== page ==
Three, they also posit that governments, including ‘the African big men’, are absolutely terrified of criticisms and the anonymity of the social media, which empowers ordinary people to level up to them and speak truth to power. They further contend that with the current ‘revolution’ taking place on platforms like Twitter, (through hashtags) and the like, it is becoming more difficult for authorities to maintain the upper hand. For them therefore social media regulation is all about the government and ‘big’ men and women trying to cover their backs by muffling free speech.
People who support the regulation of the social media however have their own arguments:
First, they argue that since an increasing number of people these days receive their information through the social media, a sort of regulation has become imperative in order to protect citizens from misinformation, fake news and outright deception or even theft.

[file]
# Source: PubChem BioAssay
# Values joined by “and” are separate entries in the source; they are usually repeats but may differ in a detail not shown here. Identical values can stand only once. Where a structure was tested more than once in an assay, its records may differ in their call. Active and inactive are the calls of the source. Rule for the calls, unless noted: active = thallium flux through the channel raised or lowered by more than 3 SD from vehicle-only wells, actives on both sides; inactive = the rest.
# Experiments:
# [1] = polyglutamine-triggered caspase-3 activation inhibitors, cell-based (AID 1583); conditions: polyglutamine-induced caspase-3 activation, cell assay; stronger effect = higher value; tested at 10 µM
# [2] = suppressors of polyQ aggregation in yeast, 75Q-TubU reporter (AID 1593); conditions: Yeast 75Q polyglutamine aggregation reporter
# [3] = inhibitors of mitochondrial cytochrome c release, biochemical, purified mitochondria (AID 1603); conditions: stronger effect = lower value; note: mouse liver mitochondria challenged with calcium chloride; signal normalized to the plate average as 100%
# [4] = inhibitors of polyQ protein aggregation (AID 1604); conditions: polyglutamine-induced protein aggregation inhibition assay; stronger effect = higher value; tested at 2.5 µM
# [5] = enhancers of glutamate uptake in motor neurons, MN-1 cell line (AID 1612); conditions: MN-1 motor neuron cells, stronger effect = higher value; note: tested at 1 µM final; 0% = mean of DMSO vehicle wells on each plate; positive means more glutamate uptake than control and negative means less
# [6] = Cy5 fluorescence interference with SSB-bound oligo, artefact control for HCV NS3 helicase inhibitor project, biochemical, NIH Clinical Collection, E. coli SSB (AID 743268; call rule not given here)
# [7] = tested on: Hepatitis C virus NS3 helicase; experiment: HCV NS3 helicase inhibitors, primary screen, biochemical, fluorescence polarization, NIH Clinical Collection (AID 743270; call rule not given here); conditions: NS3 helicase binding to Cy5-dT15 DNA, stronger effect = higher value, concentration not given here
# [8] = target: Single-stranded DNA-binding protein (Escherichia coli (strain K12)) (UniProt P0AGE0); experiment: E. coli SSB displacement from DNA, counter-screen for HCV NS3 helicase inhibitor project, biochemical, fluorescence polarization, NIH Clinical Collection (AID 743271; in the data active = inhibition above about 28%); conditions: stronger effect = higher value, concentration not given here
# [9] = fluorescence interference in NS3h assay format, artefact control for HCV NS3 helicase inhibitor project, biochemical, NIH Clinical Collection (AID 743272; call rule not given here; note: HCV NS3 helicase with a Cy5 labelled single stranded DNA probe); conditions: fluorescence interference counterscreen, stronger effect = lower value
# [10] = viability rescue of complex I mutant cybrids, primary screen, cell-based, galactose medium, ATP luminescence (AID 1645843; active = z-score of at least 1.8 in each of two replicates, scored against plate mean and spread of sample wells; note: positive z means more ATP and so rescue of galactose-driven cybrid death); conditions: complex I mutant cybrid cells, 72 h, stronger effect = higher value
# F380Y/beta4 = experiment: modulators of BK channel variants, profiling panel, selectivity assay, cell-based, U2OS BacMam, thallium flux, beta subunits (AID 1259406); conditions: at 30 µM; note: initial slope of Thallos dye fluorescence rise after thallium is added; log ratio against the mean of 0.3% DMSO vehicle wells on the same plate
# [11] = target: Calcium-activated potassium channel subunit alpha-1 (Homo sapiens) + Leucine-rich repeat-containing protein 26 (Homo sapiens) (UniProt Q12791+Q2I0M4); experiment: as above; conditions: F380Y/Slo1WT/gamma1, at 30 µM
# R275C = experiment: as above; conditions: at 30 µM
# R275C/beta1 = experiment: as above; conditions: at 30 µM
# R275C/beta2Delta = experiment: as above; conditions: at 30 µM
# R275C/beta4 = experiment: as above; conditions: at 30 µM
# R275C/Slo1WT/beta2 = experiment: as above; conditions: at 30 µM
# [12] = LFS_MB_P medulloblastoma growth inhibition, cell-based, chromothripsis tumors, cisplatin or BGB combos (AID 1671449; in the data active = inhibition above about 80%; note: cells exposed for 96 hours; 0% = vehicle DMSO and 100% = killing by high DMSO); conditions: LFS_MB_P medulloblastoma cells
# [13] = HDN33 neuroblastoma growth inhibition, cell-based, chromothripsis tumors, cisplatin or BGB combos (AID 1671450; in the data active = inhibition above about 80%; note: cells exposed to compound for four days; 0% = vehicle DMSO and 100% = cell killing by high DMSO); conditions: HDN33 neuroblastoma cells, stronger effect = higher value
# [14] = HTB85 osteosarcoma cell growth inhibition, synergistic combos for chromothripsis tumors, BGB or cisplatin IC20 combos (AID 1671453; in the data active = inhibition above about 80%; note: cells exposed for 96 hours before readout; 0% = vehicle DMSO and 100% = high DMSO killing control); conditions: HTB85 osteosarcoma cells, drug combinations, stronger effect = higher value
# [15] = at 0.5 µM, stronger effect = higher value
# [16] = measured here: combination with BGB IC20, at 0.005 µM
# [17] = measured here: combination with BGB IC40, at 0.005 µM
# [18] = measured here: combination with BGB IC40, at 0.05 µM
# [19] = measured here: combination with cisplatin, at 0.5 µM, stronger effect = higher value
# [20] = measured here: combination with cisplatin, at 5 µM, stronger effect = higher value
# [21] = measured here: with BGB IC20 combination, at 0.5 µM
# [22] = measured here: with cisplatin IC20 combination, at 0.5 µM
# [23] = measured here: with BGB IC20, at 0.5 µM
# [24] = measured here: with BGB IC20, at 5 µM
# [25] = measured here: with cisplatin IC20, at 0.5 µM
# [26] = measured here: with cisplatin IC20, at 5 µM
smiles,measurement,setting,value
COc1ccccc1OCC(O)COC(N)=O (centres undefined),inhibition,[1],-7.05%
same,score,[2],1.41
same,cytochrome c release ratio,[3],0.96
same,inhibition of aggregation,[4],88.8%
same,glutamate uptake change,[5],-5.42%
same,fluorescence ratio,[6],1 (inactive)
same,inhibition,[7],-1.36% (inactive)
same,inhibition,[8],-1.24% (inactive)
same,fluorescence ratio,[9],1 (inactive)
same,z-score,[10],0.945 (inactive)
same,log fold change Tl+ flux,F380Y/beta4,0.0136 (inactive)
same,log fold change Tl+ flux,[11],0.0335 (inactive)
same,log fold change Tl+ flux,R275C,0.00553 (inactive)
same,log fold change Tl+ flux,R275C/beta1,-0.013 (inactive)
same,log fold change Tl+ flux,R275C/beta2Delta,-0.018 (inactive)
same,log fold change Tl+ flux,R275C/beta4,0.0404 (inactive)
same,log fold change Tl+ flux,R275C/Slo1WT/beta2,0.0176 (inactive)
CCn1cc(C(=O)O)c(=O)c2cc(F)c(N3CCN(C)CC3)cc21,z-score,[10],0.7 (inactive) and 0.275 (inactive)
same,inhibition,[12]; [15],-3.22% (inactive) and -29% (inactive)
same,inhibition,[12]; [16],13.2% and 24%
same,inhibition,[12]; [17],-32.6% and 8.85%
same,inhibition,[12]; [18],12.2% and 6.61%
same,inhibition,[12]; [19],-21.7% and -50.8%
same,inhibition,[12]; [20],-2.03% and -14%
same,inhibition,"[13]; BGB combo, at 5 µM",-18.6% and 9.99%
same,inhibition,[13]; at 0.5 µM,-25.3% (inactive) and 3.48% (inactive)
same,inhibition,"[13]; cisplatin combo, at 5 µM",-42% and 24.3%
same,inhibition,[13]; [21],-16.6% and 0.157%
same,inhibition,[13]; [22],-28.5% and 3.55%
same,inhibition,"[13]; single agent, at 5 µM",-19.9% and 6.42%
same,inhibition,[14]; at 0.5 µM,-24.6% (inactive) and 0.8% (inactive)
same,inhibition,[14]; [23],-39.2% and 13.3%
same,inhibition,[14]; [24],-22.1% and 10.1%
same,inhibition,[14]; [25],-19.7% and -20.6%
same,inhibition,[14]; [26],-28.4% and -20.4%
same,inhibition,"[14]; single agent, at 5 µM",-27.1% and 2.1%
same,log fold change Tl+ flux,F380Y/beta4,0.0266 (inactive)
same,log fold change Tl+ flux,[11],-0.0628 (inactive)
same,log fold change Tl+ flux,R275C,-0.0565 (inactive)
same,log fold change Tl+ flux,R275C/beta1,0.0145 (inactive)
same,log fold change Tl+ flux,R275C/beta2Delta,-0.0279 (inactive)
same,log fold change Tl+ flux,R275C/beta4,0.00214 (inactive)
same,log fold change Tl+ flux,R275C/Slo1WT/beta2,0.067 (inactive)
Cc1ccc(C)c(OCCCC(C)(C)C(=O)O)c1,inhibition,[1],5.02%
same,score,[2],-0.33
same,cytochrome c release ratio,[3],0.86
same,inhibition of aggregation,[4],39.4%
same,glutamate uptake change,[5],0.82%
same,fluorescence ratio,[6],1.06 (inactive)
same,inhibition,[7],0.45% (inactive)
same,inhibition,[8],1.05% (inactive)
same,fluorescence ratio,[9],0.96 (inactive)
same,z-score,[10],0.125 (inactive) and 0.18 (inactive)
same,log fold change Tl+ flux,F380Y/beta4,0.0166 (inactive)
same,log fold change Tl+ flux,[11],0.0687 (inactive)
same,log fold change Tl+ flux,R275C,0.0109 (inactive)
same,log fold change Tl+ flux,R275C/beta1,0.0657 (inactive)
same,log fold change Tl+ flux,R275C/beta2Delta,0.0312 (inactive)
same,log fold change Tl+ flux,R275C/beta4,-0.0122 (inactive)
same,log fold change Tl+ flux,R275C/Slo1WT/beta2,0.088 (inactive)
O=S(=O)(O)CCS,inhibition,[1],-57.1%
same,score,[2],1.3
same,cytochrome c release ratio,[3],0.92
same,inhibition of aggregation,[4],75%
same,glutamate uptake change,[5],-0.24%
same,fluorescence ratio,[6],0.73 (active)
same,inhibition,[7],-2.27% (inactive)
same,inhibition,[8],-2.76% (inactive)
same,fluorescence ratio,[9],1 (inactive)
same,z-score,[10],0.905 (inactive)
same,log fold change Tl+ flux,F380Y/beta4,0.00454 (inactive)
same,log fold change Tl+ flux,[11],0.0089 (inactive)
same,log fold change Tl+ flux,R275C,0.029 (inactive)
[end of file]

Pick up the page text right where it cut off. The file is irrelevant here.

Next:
Second, they also argue that social media have evolved. For instance, when they first emerged in the early 2000s, social media were simply seen as companies that created tools that enabled the distribution of information – making them platforms, rather than publishers. However with companies like Facebook and Youtube creating and distributing contents on their systems, they are now seen as publishers who ought to be responsible for their content. In fact several ugly incidents triggered by posts on social media have further mainstreamed the quest to regulate the social media. These included the false child kidnapping rumour in India in 2018 triggered by rumours on WhatsApp which led to the lynching of 17 people, and the livestreaming on Facebook of the Christchurch mosque shooting in New Zealand in March 2019 in which 51 people were killed. Even Mark Zuckerberg, co-founder of one of the largest social media companies in the world Facebook (which owns Instagram) now supports the regulation of social media. So with the social media, the debate has moved from whether they should be regulated to how they should be regulated.